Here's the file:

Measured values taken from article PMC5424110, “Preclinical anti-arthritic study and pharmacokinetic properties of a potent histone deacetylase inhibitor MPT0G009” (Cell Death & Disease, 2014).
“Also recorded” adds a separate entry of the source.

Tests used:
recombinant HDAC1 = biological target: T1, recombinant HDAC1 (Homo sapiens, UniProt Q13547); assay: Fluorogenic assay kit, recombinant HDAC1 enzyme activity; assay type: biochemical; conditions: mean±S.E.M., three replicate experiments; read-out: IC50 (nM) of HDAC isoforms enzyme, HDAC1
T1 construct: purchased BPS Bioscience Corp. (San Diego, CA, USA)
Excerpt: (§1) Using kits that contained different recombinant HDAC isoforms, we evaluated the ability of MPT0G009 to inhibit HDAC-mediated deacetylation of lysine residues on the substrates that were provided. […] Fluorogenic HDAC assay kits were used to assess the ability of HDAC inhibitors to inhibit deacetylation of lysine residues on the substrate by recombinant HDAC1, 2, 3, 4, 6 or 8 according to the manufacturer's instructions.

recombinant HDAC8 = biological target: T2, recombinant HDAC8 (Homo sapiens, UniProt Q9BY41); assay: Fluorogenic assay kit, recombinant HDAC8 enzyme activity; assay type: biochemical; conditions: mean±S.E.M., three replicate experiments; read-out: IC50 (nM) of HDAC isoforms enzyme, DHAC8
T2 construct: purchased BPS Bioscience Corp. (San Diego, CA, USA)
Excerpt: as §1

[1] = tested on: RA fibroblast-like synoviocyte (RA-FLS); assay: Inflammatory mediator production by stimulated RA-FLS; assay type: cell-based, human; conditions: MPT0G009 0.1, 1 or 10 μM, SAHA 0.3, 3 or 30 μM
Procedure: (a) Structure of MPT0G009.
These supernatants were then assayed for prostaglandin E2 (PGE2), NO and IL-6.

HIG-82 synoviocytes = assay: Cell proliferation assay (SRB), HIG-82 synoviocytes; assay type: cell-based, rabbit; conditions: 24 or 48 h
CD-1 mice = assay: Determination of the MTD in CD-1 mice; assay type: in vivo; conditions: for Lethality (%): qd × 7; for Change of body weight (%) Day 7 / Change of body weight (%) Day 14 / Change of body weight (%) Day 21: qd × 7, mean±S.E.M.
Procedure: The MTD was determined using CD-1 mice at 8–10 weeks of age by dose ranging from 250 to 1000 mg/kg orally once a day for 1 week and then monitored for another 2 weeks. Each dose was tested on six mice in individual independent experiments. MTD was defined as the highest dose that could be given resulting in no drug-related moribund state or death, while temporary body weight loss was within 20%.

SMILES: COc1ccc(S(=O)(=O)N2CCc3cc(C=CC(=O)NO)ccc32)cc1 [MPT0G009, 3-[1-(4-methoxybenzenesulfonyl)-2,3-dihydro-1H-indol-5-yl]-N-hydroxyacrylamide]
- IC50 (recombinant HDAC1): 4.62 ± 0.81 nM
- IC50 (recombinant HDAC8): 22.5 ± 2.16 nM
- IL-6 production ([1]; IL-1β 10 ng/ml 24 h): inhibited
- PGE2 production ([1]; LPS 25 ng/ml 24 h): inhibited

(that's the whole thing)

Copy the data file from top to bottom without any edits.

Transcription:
Measured values taken from article PMC5424110, “Preclinical anti-arthritic study and pharmacokinetic properties of a potent histone deacetylase inhibitor MPT0G009” (Cell Death & Disease, 2014).
“Also recorded” adds a separate entry of the source.

Tests used:
recombinant HDAC1 = biological target: T1, recombinant HDAC1 (Homo sapiens, UniProt Q13547); assay: Fluorogenic assay kit, recombinant HDAC1 enzyme activity; assay type: biochemical; conditions: mean±S.E.M., three replicate experiments; read-out: IC50 (nM) of HDAC isoforms enzyme, HDAC1
T1 construct: purchased BPS Bioscience Corp. (San Diego, CA, USA)
Excerpt: (§1) Using kits that contained different recombinant HDAC isoforms, we evaluated the ability of MPT0G009 to inhibit HDAC-mediated deacetylation of lysine residues on the substrates that were provided. […] Fluorogenic HDAC assay kits were used to assess the ability of HDAC inhibitors to inhibit deacetylation of lysine residues on the substrate by recombinant HDAC1, 2, 3, 4, 6 or 8 according to the manufacturer's instructions.

recombinant HDAC8 = biological target: T2, recombinant HDAC8 (Homo sapiens, UniProt Q9BY41); assay: Fluorogenic assay kit, recombinant HDAC8 enzyme activity; assay type: biochemical; conditions: mean±S.E.M., three replicate experiments; read-out: IC50 (nM) of HDAC isoforms enzyme, DHAC8
T2 construct: purchased BPS Bioscience Corp. (San Diego, CA, USA)
Excerpt: as §1

[1] = tested on: RA fibroblast-like synoviocyte (RA-FLS); assay: Inflammatory mediator production by stimulated RA-FLS; assay type: cell-based, human; conditions: MPT0G009 0.1, 1 or 10 μM, SAHA 0.3, 3 or 30 μM
Procedure: (a) Structure of MPT0G009.
These supernatants were then assayed for prostaglandin E2 (PGE2), NO and IL-6.

HIG-82 synoviocytes = assay: Cell proliferation assay (SRB), HIG-82 synoviocytes; assay type: cell-based, rabbit; conditions: 24 or 48 h
CD-1 mice = assay: Determination of the MTD in CD-1 mice; assay type: in vivo; conditions: for Lethality (%): qd × 7; for Change of body weight (%) Day 7 / Change of body weight (%) Day 14 / Change of body weight (%) Day 21: qd × 7, mean±S.E.M.
Procedure: The MTD was determined using CD-1 mice at 8–10 weeks of age by dose ranging from 250 to 1000 mg/kg orally once a day for 1 week and then monitored for another 2 weeks. Each dose was tested on six mice in individual independent experiments. MTD was defined as the highest dose that could be given resulting in no drug-related moribund state or death, while temporary body weight loss was within 20%.

SMILES: COc1ccc(S(=O)(=O)N2CCc3cc(C=CC(=O)NO)ccc32)cc1 [MPT0G009, 3-[1-(4-methoxybenzenesulfonyl)-2,3-dihydro-1H-indol-5-yl]-N-hydroxyacrylamide]
- IC50 (recombinant HDAC1): 4.62 ± 0.81 nM
- IC50 (recombinant HDAC8): 22.5 ± 2.16 nM
- IL-6 production ([1]; IL-1β 10 ng/ml 24 h): inhibited
- PGE2 production ([1]; LPS 25 ng/ml 24 h): inhibited